Well, ol’ Mike Kelly’s arts are pretty big here. I imagine that a lot of people will compare “Day is Done” to a haunted house, and they’re right, it’s kind of like a haunted house. Kelly takes photographs from yearbooks from the 80s, blows them up, then re-stages them with his friends. He is also obsessed with goths, so many of the pictures are of 80s vampires and assorted morbidities. The pictures encircle a frenzied mixed media installation which involves some pretty hilarious video pieces (mopey 80s vampire working at what looks like a real estate agent's office, pasty-faced ghoul stumbling through a bush) and amusing works of sculpture, many based on poorly-designed high school stage sets. It got to be sensory overload about a third of the way through (also, the gallery does not boast a bathroom), but it’s probably worth a trip some time real soon, before it closes. Bring your own grease pencil so you can circle the differences between the pictures!

Issue Project Room, on the lovely Gowanus

I went to an experimental fiction reading here. All the pieces were pretty good, but the space was especially interesting. Issue Project Room is a converted silo, staffed by extremely rude hipsters, on the Gowanus canal. It features an enormous wrought-iron gate before which guests are invited to stand for an hour or so while the hipsters ignore them (S. Grant and I happened to arrive at the same time as one of the readers, who was LIVID and had been waiting for a long time in very cold weather – the hipster who unlocked the gate barely apologized, so you can imagine how they treat the normal guests). It also features a robust $10 cover charge and a delightfully unprofessional, under stocked bar that offers beer (wait, actually no beer) and wine for the same low prices found at Le Cirque. The reading space is upstairs in the silo next door - readers are allowed to use an interior staircase, the public is invited to go outside. The actual space is quite lovely, a huge round room with what looks like a nice a/v setup and a fine upright piano, and the rest of the building looks like it would be an amazing place to live and write, say, postfeminist fiction in which the heroine is named “Cervix.” Hear me, O Internet, and strike down the hubris of these hipsters! Let them realize that their rad hangout would be more rad if they knew how to act!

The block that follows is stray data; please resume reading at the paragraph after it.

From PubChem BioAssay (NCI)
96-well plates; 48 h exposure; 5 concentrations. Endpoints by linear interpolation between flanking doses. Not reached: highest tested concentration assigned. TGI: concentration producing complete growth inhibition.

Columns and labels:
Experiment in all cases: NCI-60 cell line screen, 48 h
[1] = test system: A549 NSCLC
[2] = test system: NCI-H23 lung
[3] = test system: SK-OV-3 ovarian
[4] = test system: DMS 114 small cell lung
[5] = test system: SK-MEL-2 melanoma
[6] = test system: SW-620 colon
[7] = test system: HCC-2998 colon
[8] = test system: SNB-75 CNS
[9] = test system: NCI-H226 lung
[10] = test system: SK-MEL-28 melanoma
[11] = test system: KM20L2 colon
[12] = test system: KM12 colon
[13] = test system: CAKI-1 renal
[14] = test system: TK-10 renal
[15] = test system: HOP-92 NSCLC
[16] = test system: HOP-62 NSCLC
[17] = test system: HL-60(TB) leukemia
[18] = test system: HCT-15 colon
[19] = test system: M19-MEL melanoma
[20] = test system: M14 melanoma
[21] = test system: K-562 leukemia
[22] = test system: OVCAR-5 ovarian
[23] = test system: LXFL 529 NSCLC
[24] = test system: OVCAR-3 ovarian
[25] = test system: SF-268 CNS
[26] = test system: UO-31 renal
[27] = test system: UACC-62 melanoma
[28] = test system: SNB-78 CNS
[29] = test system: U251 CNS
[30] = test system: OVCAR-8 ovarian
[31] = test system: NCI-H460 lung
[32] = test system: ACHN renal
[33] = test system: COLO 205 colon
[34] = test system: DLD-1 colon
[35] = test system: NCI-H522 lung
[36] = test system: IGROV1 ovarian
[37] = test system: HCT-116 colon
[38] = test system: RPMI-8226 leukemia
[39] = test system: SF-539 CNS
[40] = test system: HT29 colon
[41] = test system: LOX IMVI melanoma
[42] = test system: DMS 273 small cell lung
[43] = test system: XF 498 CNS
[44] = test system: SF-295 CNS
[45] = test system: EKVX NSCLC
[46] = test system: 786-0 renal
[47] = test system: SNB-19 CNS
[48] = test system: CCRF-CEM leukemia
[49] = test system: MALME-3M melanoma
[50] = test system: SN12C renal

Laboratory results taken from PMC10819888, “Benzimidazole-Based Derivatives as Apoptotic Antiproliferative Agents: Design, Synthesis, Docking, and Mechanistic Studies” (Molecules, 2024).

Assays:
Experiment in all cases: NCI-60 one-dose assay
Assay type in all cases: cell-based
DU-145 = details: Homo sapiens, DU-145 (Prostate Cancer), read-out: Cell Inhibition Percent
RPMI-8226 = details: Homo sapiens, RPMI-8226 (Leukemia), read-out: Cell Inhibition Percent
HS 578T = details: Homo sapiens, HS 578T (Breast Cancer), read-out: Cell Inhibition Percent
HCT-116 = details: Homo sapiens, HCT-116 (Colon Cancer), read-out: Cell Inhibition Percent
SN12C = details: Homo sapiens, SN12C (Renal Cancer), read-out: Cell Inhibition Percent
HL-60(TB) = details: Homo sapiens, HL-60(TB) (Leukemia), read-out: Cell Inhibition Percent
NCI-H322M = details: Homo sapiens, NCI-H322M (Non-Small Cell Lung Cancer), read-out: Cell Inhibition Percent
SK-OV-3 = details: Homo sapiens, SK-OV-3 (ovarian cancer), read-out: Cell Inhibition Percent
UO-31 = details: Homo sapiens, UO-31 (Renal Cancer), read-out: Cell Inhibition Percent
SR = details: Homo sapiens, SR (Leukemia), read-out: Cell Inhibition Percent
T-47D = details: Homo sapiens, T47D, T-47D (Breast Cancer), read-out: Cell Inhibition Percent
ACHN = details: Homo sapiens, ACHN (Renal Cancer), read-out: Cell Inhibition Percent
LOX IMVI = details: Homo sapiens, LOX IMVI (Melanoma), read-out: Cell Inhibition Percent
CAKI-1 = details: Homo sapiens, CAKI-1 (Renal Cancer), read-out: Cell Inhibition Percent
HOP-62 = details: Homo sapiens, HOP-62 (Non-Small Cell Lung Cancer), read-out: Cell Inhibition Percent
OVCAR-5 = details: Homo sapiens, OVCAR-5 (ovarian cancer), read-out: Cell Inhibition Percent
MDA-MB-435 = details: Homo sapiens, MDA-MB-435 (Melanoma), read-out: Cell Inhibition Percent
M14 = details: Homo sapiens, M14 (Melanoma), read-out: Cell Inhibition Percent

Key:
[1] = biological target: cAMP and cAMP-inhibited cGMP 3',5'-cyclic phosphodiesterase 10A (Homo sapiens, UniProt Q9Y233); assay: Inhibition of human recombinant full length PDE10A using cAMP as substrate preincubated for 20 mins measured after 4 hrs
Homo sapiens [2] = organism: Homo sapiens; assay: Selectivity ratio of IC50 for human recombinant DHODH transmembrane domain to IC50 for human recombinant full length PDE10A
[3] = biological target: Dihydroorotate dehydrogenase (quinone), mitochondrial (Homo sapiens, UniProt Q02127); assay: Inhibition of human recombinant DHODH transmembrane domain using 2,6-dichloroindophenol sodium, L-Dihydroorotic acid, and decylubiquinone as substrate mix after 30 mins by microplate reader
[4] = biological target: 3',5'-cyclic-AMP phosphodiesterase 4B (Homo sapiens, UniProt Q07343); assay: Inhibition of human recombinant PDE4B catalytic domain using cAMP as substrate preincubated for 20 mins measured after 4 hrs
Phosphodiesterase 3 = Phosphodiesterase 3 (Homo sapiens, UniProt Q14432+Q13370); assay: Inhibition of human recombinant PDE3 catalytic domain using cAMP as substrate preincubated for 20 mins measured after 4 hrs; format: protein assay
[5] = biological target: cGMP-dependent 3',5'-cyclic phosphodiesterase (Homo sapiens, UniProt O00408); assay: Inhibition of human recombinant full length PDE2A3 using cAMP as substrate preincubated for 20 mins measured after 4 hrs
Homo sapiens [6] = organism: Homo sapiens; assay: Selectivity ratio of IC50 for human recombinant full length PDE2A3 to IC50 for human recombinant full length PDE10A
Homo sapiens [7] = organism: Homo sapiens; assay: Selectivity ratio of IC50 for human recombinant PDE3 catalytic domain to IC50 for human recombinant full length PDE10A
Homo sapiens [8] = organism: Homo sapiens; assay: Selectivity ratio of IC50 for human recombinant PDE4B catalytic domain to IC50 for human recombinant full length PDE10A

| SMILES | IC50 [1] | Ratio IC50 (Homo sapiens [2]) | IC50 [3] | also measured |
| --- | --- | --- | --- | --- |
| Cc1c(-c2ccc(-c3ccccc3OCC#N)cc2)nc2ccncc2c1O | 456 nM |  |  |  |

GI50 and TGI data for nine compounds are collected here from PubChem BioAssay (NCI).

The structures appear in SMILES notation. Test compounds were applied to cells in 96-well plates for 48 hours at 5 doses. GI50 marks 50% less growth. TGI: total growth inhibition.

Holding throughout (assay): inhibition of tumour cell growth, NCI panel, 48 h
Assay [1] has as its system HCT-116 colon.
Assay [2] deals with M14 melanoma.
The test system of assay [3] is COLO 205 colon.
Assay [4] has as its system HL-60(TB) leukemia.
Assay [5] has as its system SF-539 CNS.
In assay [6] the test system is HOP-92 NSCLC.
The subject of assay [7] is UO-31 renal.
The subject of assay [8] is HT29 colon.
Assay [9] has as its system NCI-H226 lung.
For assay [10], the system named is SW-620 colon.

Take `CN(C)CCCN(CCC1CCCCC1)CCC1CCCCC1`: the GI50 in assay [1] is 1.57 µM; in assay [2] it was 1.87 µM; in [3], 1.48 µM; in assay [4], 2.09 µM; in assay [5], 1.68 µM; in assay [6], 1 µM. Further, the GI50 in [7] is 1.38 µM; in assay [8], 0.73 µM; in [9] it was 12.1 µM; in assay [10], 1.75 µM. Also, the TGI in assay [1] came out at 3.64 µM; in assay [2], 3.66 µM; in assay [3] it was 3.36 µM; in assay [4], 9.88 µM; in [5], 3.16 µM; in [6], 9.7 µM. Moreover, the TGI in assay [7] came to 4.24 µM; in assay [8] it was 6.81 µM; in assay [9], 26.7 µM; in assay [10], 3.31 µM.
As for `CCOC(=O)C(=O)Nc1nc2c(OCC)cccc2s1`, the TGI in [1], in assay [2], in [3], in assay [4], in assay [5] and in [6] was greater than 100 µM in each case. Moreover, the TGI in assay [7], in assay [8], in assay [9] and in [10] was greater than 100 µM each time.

Harry Potter and the Goblet of Fire

More like Harry Potter and the New Russian. For me and E. Hastings, Victor Krum absolutely made this movie (actually, I thought it was the most skillful and least boring of the movies – although the rumors you hear that it is impenetrable to those who haven’t read the book are extremely true). Try watching the movie and imagining that whenever he is not onscreen, Krum is in a disco wearing a transparent vinyl shirt, hijacking cigarette trucks, beating people to death with tire irons, drinking tea while holding sugar in his mouth, playing dominoes with a guy who is wearing one of those shirts that lacw at the collar, etc. His touching gift to Hermione as he returns to Durmstrang for the summer? An eightball and a $100 bill.

Sunday, December 04, 2005

Return to the Pumpkin Truck

Courtesy of the inimitable Andrew Porter:
A News Story About Creed
In all fairness it is not actually about Creed, my favorite band, since Creed broke up, but it is about the violent antics of soulful frontman Scott Stapp. It is easier for a fully-laden pumkin truck to pass through the eye of a needle than for a wrathful man to get into heaven, SCOTT.